New US rules for families seeking permanent residency visas

by Ray Clancy on January 10, 2013

New US rules for families seeking permanent residency visas

The United States is introducing new rules in March to reduce the time US citizens are separate from family members who are in the process of obtaining visas to become permanent residents. The Department of Homeland Security has published a final rule in the Federal Register that will ease the immigration path for applications from spouses, children and parents, reducing the time they are separated from their immediate relatives.

Secretary of Homeland Security Janet Napolitano said that changes establish a process that allows certain individuals to apply for a provisional unlawful presence waiver before they depart the United States to attend immigrant visa interviews in their countries of origin, adding that the process will be effective from 04 March. ‘This final rule facilitates the legal immigration process and reduces the amount of time that US citizens are separated from their immediate relatives who are in the process of obtaining an immigrant visa,’ she explained.

US Citizenship and Immigration Services (USCIS) received more than 4,000 comments in response to the rule when it was proposed last April and considered all of them in preparing the final rule. ‘The law is designed to avoid extreme hardship to US citizens, which is precisely what this rule achieves. The change will have a significant impact on American families by greatly reducing the time family members are separated from those they rely upon,’ said USCIS director Alejandro Mayorkas.

Under current law, immediate relatives of US citizens who are not eligible to adjust status in the United States to become lawful permanent residents must leave the country and obtain an immigrant visa abroad. Individuals who have accrued more than six months of unlawful presence while in the United States must obtain a waiver to overcome the unlawful presence inadmissibility bar before they can return to the United States after departing to obtain an immigrant visa.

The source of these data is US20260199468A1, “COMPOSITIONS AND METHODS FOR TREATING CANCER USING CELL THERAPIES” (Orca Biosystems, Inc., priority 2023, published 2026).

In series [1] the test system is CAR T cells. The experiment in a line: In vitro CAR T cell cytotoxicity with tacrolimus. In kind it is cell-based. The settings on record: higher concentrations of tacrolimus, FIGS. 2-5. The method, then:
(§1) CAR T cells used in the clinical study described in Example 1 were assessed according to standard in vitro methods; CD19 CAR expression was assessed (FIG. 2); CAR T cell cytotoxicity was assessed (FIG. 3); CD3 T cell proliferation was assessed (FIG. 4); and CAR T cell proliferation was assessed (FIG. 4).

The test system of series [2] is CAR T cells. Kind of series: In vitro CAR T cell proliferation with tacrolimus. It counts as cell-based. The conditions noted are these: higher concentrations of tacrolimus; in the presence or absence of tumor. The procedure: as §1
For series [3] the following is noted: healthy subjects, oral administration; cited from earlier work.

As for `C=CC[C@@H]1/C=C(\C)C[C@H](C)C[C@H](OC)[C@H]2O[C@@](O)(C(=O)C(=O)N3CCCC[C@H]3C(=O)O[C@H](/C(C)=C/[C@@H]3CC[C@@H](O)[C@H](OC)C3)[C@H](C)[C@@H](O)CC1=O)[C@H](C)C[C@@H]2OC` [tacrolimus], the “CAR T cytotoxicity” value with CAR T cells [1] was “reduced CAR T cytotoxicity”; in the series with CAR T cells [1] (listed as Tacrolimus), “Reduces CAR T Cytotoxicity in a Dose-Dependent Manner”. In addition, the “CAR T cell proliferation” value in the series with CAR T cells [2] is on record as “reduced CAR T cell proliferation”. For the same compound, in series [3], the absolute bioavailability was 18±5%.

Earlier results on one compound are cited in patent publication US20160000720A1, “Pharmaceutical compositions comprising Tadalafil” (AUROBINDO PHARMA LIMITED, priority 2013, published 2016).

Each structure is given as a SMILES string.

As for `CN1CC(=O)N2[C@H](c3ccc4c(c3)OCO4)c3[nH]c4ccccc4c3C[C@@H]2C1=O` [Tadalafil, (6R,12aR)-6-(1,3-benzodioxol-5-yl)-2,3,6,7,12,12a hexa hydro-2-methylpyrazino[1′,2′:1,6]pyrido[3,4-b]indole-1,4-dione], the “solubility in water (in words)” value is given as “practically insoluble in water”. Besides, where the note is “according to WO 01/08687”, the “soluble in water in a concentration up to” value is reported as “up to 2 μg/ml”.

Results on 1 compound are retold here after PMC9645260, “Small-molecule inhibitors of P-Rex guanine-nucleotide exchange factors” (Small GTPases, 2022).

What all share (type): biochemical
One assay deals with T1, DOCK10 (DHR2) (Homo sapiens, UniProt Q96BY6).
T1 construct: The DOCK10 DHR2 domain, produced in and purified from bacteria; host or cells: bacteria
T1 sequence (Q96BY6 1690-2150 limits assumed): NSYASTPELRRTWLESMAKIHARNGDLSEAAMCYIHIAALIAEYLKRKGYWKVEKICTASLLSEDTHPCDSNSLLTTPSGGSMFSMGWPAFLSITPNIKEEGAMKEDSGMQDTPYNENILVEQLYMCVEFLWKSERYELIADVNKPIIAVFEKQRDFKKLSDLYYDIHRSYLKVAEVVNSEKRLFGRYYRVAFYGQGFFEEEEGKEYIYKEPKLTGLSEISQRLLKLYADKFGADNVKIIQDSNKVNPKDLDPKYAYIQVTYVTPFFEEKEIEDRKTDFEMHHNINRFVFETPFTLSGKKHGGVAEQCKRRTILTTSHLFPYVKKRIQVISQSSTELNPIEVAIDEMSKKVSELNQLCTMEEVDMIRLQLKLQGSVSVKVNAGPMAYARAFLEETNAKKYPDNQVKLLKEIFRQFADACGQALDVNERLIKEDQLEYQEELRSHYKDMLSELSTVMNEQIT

However, under the existing waiver process which remains available to those who do not qualify for the new process, immediate relatives cannot file a waiver application until after they have had an immigrant visa interview abroad – and the Department of State has determined that they are inadmissible. In order to obtain a provisional unlawful presence waiver, the applicant must be an immediate relative of a US citizen, inadmissible only on account of unlawful presence, and demonstrate the denial of the waiver would result in extreme hardship to his or her US citizen spouse or parent.

Comment from ExpatForum.com : “Hi, my husband has the opportunity to move to the US with work for a couple of years and we are really excited about the idea! San Diego seems like a really appealing place to spend this time. We have two children 6 & 8 and are looking for a nice area to rent with good schools, neighbourhood facilities, preferably some public transport and pretty close to the coast.”

USCIS will publish a new form, Form I-601A, Application for a Provisional Unlawful Presence Waiver, for individuals to use when applying for a provisional unlawful presence waiver under the new process. Under the new process, immediate relatives must still depart the United States for the consular immigrant visa process but they can apply for a provisional waiver before they depart for their immigrant visa interview abroad.

Individuals who file the Form I-601A must notify the Department of State’s National Visa Center that they are or will be seeking a provisional waiver from USCIS.

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